[0072] Preferably, the communication node 180 is an independent wireless communication device that is designed to be attached to an external surface of the conduit or tubular member, but may also be attached to an inner surface, an end surface (e.g., on the cross-sectional end face of a connection), embedded within a wall of the conduit or tubular member, or combinations thereof. There are benefits to the use of an externally-placed communication nodes that use acoustic waves. For example, such a node will not decrease the effective inner diameter of the conduit or tubular member which could interfere with passing subsequent assemblies or tubulars through the internal bore of the conduit or tubular member. Further, installation and mechanical attachment of the communication node to the external surface can be readily assessed and adjusted.

[0073] The communication nodes are designed to attach to the wall of the conduit or tubular member, such as the casing or pipe. For example, the communication node may be pre-welded onto the wall of the conduit or tubular member. Alternatively, the communication node may be glued using an adhesive such as epoxy. In some embodiments, it may be preferred that the communication nodes are configured to be selectively attachable to and/or detachable from the conduit or tubular member by mechanical means at the well site. This may be done, for example, through the use of clamps. For example, a clamping system can be used that would allow a drilling or service company to mechanically connect/disconnect the communication nodes along the tubular body as the tubular body is being run into a wellbore.

[0074] In the arrangement of Figure 1, the communication nodes 180 may represent a plurality of subsurface communication nodes 180. Each of the subsurface communication nodes 180 is configured to receive and then relay acoustic signals along the length of the wellbore 150, such as from the subsurface formation 155 up to the surface 101. The communication nodes 180 transmit acoustic signals. Preferably, the subsurface communication nodes 180 utilize two-way transceivers to receive and transmit signals as acoustic waves. The acoustic waves are preferably at a frequency of between about 50 kHz and 500 kHz, or from about 100 kHz to about 125 kHz.

[0075] The communication nodes also include one or more topside communication nodes 182. In Figure 1 only one topside communication node is shown; however, in some embodiments, two or more topside communication nodes may be used (such as in the embodiments illustrated in Figures 3). The topside communication node 182 is placed closest to the surface 101. The topside node 182 is configured to receive acoustic signals from the upper-most of the subsurface communication nodes 180. Thus, signals are delivered from the subsurface up to the topside communication node 182, in a node-to-node arrangement by the plurality of communication nodes 180. The topside communication node 182 is typically configured to receive the acoustic signals from the plurality of communication nodes 180 and convert the acoustic signals to electrical and/or optical signals which are then relayed on to a receiver 170 at the surface 101. The topside communication node 182 may be above grade (i.e., above the surface) or below grade (i.e., below the surface). In preferred embodiments, the topside communication node 182 is actually connected to the well head 160.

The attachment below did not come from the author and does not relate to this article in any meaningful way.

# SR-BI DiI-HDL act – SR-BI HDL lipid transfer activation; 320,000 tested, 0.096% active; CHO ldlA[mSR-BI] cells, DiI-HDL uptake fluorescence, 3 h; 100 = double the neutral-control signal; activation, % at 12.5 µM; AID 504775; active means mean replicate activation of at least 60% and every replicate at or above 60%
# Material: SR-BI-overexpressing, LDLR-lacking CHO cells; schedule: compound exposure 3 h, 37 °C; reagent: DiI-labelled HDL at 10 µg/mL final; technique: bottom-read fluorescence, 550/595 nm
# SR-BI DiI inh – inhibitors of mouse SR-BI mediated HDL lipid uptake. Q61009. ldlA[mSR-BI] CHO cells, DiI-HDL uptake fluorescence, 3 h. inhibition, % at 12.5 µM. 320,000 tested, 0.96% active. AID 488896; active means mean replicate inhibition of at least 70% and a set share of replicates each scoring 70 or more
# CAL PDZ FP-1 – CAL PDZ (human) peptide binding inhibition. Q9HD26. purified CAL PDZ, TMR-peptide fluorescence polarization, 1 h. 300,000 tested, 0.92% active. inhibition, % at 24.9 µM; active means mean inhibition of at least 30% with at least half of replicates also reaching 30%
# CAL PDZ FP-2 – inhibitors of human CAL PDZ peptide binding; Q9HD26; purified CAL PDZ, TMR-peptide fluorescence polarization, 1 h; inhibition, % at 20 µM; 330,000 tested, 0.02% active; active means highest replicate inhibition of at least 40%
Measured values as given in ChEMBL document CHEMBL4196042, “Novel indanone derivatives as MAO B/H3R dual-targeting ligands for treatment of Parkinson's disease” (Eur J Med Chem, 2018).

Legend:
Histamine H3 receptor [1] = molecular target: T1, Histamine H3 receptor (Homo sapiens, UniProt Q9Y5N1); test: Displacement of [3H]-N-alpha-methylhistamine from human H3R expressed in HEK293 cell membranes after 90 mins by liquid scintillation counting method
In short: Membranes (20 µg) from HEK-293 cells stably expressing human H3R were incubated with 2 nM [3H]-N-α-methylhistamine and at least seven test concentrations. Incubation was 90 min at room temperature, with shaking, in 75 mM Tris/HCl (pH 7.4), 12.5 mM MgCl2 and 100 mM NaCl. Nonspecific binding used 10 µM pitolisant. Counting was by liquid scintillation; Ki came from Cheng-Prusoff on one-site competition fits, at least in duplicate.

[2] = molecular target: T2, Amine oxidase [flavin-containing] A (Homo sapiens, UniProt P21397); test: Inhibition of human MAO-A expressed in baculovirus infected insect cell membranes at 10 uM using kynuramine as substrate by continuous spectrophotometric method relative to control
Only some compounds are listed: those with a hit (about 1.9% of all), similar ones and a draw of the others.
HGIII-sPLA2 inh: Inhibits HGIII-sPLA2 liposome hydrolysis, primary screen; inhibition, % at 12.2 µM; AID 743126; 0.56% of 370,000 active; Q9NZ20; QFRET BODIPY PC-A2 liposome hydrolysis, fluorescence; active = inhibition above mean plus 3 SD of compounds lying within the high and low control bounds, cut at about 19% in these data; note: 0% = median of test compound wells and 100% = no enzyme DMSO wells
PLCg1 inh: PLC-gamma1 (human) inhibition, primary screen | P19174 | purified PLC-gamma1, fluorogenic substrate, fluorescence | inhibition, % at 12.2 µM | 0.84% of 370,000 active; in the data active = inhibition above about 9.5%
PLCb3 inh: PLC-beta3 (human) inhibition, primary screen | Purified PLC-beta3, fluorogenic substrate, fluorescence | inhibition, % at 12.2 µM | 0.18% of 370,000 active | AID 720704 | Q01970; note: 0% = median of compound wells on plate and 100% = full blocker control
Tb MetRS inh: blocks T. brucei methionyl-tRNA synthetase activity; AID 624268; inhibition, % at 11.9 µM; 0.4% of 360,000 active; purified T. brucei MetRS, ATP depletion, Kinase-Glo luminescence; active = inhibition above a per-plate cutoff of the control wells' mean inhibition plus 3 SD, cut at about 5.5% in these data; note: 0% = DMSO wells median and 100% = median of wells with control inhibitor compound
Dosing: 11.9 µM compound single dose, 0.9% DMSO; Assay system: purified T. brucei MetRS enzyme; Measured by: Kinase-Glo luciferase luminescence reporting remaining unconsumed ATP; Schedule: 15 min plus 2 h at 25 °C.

[0076] Figure 3 provides a simplified illustration of a downhole wireless network that utilizes two topside communication nodes. In Figure 3, a wellsite 300 is provided in which a well 310 extends from the ground level into the subsurface 301. The wellhead 320 of the well 310 is in a cellar 330 that is directly below the ground level. In addition to the wellhead 320, within the cellar 330 there are two topside communication nodes 370 and 380. The well 310 extends from the cellar further into the subsurface, and may comprise various casings and productions strings as further described with reference to Figure 1. In Figure 3, there is a surface conductor 350 and surface casing 340. Within the surface casing is a communication node 360. The communication node may be as describe with reference to Figures 1, 2A, and 2B. In Figure 3, the two topside communication nodes are illustrated as being in separate housings 370 and 380. However, in some embodiments, the two or more topside communication nodes may be incorporated into a single housing that incorporate the combined functionality of multiple topside communication nodes.

[0077] The topside communication node(s) serve(s) as a bridge between the downhole communication nodes and the surface, and as such act(s) as a gateway to the downhole wireless network. Therefore, in some embodiments, having two or more topside communication nodes or topside communication node equivalents (i.e., multiple nodes within a single housing) in acoustic contact with the casing, conductor, wellhead, or other topside equipment as illustrated in Figure 3 can provide significant benefits. For example, the use of multiple topside communication nodes may provide improved operational risk, such as by increasing the robustness of communications despite time-varying acoustic conditions within the wellbore; they may also provide improved network availability, such as by allowing for continuous network operation during maintenance (for example changing of batteries in a topside node); they may also provide with improved energy consumption (e.g., the more topside nodes there are, the more likely it is that there will be fewer unsuccessful attempts by the downhole network to reach a topside node); and they may provide for increased productivity, such as by allowing for the monitoring of network activities, the previewing of alternate communications settings, the identifying of nascent problems, and/or the ability to facilitate autonomous operation.